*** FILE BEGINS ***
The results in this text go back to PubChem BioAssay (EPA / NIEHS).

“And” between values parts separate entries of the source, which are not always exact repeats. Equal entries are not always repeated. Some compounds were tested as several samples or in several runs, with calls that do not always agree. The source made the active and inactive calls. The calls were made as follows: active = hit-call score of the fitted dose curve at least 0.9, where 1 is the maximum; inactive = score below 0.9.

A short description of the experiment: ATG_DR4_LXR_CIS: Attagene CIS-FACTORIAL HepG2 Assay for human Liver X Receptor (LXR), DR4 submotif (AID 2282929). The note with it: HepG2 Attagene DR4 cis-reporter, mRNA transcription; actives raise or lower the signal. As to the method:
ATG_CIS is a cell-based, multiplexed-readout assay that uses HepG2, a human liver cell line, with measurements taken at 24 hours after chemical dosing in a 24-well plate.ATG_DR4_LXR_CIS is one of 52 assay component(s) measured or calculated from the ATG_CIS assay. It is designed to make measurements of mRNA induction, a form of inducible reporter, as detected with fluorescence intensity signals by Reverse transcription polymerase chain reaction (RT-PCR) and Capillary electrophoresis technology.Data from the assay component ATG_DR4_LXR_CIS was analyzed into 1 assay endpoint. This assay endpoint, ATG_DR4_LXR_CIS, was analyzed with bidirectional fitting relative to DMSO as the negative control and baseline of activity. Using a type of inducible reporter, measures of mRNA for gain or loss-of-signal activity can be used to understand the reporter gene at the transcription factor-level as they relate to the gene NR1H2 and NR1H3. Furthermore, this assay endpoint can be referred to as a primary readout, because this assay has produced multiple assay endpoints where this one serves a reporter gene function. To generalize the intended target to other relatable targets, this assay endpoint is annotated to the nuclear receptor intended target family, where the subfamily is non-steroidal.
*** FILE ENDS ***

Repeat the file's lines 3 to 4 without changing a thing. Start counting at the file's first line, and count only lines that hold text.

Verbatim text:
A short description of the experiment: ATG_DR4_LXR_CIS: Attagene CIS-FACTORIAL HepG2 Assay for human Liver X Receptor (LXR), DR4 submotif (AID 2282929). The note with it: HepG2 Attagene DR4 cis-reporter, mRNA transcription; actives raise or lower the signal. As to the method:
ATG_CIS is a cell-based, multiplexed-readout assay that uses HepG2, a human liver cell line, with measurements taken at 24 hours after chemical dosing in a 24-well plate.ATG_DR4_LXR_CIS is one of 52 assay component(s) measured or calculated from the ATG_CIS assay. It is designed to make measurements of mRNA induction, a form of inducible reporter, as detected with fluorescence intensity signals by Reverse transcription polymerase chain reaction (RT-PCR) and Capillary electrophoresis technology.Data from the assay component ATG_DR4_LXR_CIS was analyzed into 1 assay endpoint. This assay endpoint, ATG_DR4_LXR_CIS, was analyzed with bidirectional fitting relative to DMSO as the negative control and baseline of activity. Using a type of inducible reporter, measures of mRNA for gain or loss-of-signal activity can be used to understand the reporter gene at the transcription factor-level as they relate to the gene NR1H2 and NR1H3. Furthermore, this assay endpoint can be referred to as a primary readout, because this assay has produced multiple assay endpoints where this one serves a reporter gene function. To generalize the intended target to other relatable targets, this assay endpoint is annotated to the nuclear receptor intended target family, where the subfamily is non-steroidal.